Surely I’m not the only person in America weary of stylistic games and jokes. I can’t be the only one who wants a movie to teach me something, to change me—not merely to spin around chasing its own tail, no matter how stylistically virtuosic it may be. Narrative jokes, tricks, and surprises are easy, superficial ways of holding interest. This worship of empty stylistic virtuosity is Hitchcock’s cinematic and Pauline Kael’s lamentable critical legacy. Is that what art is about: thrills and chills? Surprises and winks at the viewer? Most of my production undergrads can do that before they arrive on campus—because it doesn’t take knowledge, thought, insight, or maturity. These movies whip up a frothy soufflé of zippy effects, but leave you hungry in the end. They don’t nourish our souls, just titillate our feelings. It seems like such a revelation at the time, but there’s really nothing to it. It’s all fake feelings.
Fake feelings are manufactured all the time outside of the movies. Look at the craziness that parents are persuaded to flip into, chasing after Beanie Babies or Nintendo games for their kids, or at what happens at a political rally, or the Gulf War patriotic frenzy that had all of America by the throat a few years back, or at what goes on at sporting events. You’d think civilization hinged on who won the Superbowl or the World Series. You’d think whether the O.J. verdict was correct really mattered to the future of the world. These emotions are not real; they are synthetic, made-to-order.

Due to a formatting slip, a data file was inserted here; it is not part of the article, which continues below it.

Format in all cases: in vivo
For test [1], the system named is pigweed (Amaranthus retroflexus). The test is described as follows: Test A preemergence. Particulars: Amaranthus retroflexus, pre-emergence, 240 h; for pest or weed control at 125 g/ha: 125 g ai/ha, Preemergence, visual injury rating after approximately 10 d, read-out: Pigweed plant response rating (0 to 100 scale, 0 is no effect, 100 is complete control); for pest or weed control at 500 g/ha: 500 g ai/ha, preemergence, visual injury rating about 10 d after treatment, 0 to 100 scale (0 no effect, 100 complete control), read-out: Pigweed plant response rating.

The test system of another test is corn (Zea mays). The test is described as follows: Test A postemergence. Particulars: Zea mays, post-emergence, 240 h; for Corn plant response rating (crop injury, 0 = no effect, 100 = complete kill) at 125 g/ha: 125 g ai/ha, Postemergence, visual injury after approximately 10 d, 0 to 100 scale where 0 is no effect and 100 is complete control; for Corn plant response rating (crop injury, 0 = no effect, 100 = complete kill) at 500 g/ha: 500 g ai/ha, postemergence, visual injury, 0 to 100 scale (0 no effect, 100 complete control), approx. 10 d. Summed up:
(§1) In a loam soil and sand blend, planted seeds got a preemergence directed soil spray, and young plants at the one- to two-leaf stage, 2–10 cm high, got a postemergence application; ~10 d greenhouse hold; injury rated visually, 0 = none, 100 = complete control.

For an illustration of how films can whip up and exploit what I am calling pseudo-emotions, look at the whole thriller genre. There’s not a real feeling in it. The emotions are plastic. The only reason we fall for it is that it taps into some aspect of our evolutionary past, some section of our reptilian brain stems connected with fight or flight responses. I dare you to try to turn off a suspenseful thriller after you’ve watched 10 minutes. I can’t do it, either. But what does that prove? Suspense is the cheapest trick in the book, and it means nothing—no matter how gripping it may feel. Just because you feel an emotion doesn’t mean anything valuable is happening to your heart and mind. The emotions in most movies are about as deep as an experience at the circus or an amusement park (though a friend who read this told me that I am being much too hard on amusement parks and circuses).
Romance movies just use another set of tricks. Watching them, I get a lump in my throat; I get goosebumps and the hair stands up on my arms; sometimes I even cry; but it’s not deep learning, just gimmicks. My students always say that a particular movie “is so moving.” So what? If you want to feel emotions, go to a hospital emergency room on a Saturday night. Simply feeling an emotion about a scene in Shine or The English Patient proves absolutely nothing. You can get emotional hearing a baby cry, but that’s not art. It’s biology. It’s something programmed in us. Shine and The English Patient are cartoons for adults—no different from Schindler’s List, Forrest Gump, or Bambi. They’re as simple-minded as a children’s storybook. To put it more bluntly, they’re a pack of lies. There’s not an original or truthful shot, scene, or line of dialogue in all of Shine. It’s a sign of how even our film festivals have been dumbed down to the level of the melodramatic mainstream that it played at Sundance last year. I think it even won some kind of award. Unbelievable. Thank you, Robert Redford, for bringing us works like Shine and Four Weddings and a Funeral. It’s nice to know that someone is out there fighting for the future of cinematic art, making sure that 19th-century melodramatic hokum will live on into the 21st century.